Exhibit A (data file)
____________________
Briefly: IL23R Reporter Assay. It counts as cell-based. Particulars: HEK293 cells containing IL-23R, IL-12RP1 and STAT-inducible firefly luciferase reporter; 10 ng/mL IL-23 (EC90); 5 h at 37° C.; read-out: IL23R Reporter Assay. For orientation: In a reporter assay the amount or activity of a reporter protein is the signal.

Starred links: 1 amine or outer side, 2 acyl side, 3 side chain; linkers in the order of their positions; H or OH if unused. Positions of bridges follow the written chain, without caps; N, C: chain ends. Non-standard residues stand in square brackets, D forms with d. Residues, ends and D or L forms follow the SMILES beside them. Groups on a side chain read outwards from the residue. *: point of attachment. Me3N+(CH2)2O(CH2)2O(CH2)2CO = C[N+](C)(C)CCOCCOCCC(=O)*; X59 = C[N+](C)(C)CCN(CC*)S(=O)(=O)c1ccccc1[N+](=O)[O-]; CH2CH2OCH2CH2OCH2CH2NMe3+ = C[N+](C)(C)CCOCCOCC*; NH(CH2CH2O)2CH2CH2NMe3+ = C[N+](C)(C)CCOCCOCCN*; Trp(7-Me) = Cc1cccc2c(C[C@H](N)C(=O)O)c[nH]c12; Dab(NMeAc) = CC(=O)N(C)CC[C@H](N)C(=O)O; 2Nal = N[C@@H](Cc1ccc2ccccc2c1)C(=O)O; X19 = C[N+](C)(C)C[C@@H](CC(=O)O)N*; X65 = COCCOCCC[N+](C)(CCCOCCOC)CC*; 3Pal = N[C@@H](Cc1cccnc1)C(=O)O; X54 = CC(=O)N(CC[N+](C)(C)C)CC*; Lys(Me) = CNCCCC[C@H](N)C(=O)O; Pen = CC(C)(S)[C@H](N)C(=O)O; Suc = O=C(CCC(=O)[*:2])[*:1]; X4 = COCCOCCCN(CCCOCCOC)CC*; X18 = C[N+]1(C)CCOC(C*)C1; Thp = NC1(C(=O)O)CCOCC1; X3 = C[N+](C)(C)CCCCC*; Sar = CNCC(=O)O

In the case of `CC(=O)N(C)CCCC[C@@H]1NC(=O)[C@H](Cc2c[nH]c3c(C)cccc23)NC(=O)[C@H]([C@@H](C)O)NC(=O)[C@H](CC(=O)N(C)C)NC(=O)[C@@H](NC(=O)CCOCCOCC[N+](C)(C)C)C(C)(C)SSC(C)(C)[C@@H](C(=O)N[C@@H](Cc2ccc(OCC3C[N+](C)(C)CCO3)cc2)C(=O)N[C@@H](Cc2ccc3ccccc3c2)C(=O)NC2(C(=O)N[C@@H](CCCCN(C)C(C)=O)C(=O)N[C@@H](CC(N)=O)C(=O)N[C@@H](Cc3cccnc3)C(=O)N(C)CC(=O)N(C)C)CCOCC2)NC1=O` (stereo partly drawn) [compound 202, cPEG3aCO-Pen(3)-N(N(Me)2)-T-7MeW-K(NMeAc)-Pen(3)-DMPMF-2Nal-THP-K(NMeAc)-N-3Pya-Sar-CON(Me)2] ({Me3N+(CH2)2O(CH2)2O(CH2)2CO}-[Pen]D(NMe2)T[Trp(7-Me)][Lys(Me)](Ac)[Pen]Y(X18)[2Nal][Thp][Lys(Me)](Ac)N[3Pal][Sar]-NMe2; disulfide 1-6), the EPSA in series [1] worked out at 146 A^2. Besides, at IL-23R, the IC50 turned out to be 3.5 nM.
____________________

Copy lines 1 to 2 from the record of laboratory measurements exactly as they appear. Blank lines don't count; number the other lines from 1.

Briefly: IL23R Reporter Assay. It counts as cell-based. Particulars: HEK293 cells containing IL-23R, IL-12RP1 and STAT-inducible firefly luciferase reporter; 10 ng/mL IL-23 (EC90); 5 h at 37° C.; read-out: IL23R Reporter Assay. For orientation: In a reporter assay the amount or activity of a reporter protein is the signal.

Starred links: 1 amine or outer side, 2 acyl side, 3 side chain; linkers in the order of their positions; H or OH if unused. Positions of bridges follow the written chain, without caps; N, C: chain ends. Non-standard residues stand in square brackets, D forms with d. Residues, ends and D or L forms follow the SMILES beside them. Groups on a side chain read outwards from the residue. *: point of attachment. Me3N+(CH2)2O(CH2)2O(CH2)2CO = C[N+](C)(C)CCOCCOCCC(=O)*; X59 = C[N+](C)(C)CCN(CC*)S(=O)(=O)c1ccccc1[N+](=O)[O-]; CH2CH2OCH2CH2OCH2CH2NMe3+ = C[N+](C)(C)CCOCCOCC*; NH(CH2CH2O)2CH2CH2NMe3+ = C[N+](C)(C)CCOCCOCCN*; Trp(7-Me) = Cc1cccc2c(C[C@H](N)C(=O)O)c[nH]c12; Dab(NMeAc) = CC(=O)N(C)CC[C@H](N)C(=O)O; 2Nal = N[C@@H](Cc1ccc2ccccc2c1)C(=O)O; X19 = C[N+](C)(C)C[C@@H](CC(=O)O)N*; X65 = COCCOCCC[N+](C)(CCCOCCOC)CC*; 3Pal = N[C@@H](Cc1cccnc1)C(=O)O; X54 = CC(=O)N(CC[N+](C)(C)C)CC*; Lys(Me) = CNCCCC[C@H](N)C(=O)O; Pen = CC(C)(S)[C@H](N)C(=O)O; Suc = O=C(CCC(=O)[*:2])[*:1]; X4 = COCCOCCCN(CCCOCCOC)CC*; X18 = C[N+]1(C)CCOC(C*)C1; Thp = NC1(C(=O)O)CCOCC1; X3 = C[N+](C)(C)CCCCC*; Sar = CNCC(=O)O